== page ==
The following chunk of code (just copy-pasted from the last two posts) will

  1. pull the NOAAFisheries tweets for the current week
  2. classify them
import tweepy
#--------------------------------------------------------------
#set up API parameters
consumer_key = ''
consumer_secret = ''
access_token = ''
access_secret = ''
 
auth = OAuthHandler(consumer_key, consumer_secret)
auth.set_access_token(access_token, access_secret)
 
api = tweepy.API(auth)
#-----------------------------------------------------------------

#----------------------------------------------------------------
tweet=[]
for tweet in tweepy.Cursor(api.search, q="@NOAAFisheries-filter:retweets").items():
    #Write a row to the csv file/ I use encode utf-8
    csvWriter.writerow([tweet.created_at, tweet.text.encode('utf-8')])
    print tweet.created_at, tweet.text
csvFile.close()
#-------------------------------------------------------------------

#---------------------------------------------------------------------
#read in the data frame where the new tweets are stored
noaa_tweets = pd.read_csv('/Users/aaronmamula/Documents/blog posts/result.csv')

#format the tweets and create a list that just has the text of the tweet
tlist = []
for t in tweets:
    t_new=re.sub('[^A-Za-z0-9]+', ' ', t)
    tlist.append(t_new)
    print(t_new)
#-----------------------------------------------------------------------

#-------------------------------------------------------------------
#classify each tweet from the most recent pull
sent=[]
for tweet in tlist:
    print classifier.classify(extract_features(tweet.split()))
    tweet_now=classifier.classify(extract_features(tweet.split()))
    sent.append(tweet_now)

#-------------------------------------------------------------------

#-------------------------------------------------------------------
#get the number of positive tweets, negative tweets, and total tweets
# from the most recent batch
p=sum(i=='positive' for i in sent)
n=len(sent)-p

#-------------------------------------------------------------------

To update the Sentiment Score let’s suppose that I have the Sentiment Score from previous data pulls saved in a .csv that I update every week. So now I’m going to:

  1. read in the sentiment data frame
  2. add a row for the new Sentiment Score
#read in the Sentiment Score file
sent_score=pd.read_csv('/Users/aaronmamula/Documents/Python/SentimentAnalysis/sentscore.csv')
sent_score.head()
            pos  total
2016-12-19   50    100
2016-12-26  103    200

#add a row with the new Sentiment Score Values:
new_row = {'pos' : pd.Series([p], index=['2017-01-02']),      
	'total' : pd.Series([len(sent)], index=['2017-01-02'])}

new_row=pd.DataFrame(new_row)

sent_score.append(new_row)
sent_score.head()

            pos  total
2016-12-19   50    100
2016-12-26  103    200
2017-01-02   77     91    

#write the updated Sentiment Score file back to the .csv
sent_score.to_csv("/Users/aaronmamula/Documents/Python/SentimentAnalysis/sentscore.csv", cols=('pos','total'))

So getting back to my hypothetical example number 1, suppose I had been monitoring and classifying tweets each week…and saving the data to a .csv file as illustrated above. Now I want to compare the dynamics of that sentiment score to the locations in time of news events. A great first step would just be to plot that score over time and overlay some markers for noteworthy events.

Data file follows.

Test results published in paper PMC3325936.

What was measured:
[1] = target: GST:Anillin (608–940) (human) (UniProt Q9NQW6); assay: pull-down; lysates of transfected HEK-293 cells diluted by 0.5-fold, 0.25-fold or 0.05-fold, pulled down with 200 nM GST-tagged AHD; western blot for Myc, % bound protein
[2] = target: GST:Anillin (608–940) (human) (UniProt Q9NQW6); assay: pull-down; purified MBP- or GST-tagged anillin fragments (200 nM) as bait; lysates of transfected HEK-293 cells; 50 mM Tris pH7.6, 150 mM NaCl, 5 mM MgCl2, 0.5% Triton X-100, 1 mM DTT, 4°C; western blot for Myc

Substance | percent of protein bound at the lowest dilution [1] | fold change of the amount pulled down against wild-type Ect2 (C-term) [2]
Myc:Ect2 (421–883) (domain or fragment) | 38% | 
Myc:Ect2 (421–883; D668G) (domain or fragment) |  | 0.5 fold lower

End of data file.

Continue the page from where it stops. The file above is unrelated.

Suppose that roughly a month after the start of the Deepwater Horizon oil spill, the press began reporting on the use of data collected by NOAA Fisheries to help fishermen in the Gulf validate their claims of economic damages imposed by BP. Specifically, suppose that around the second week in May of 2010, news outlets began favorably mentioning NOAA Fisheries in stories about the impact of the oil spill on local fishermen.

Some things that data people might be interested in:

  1. how was (or was) NOAA Fisheries’ sentiment score influenced by positive press?
  2. how quickly or slowly did the positive ‘bump’ wear off?
  3. was there a sustained increase in Twitter mentions following the positive press?

These questions can all be addressed with the representative data frame I illustrated above.

Note that number 3 isn’t as much about the Sentiment Score as much as just the volume of activity…volume is probably an important thing to track along with the actual Sentiment Score. Much the way price movements in the stock market are considered to be a more meaningful signal about underlying market sentiment if they occurred on ‘high volume’ rather than ‘low volume’, I imagine that a Sentiment Score increase of a few percentage points would mean more if the total volume of activity was also picking up.

sentscoreplot

Final Thoughts

I don’t have any particularly enlightened final commentary on this post. My goal for this little 3 part series was to illustrate that a bargain variety sentiment analysis using Twitter data can be accomplished without too much hassle. For this post in particular I wanted to go one step beyond, “can it be done” and do a little thinking out loud on the related question, “why should it be done?”

I’m becoming increasingly convinced that there are some really cool potential applications of Twitter Scraping and Sentiment Analysis in the realm of things I get paid to work on (environmental science and policy). Obviously, I still have to flush out many, many, many of the details of a Sentiment Analysis in general…but at least now I know that the underlying mechanics aren’t totall out of reach.

Appendix

For completeness, here is the full annotated scripts that I used to:

  1. get tweets mentioning @NOAAFisheries via the tweepy module in python
  2. use a set of ‘training tweets’ to train a Naive Bayes Binary Text Classifier using the NLTK module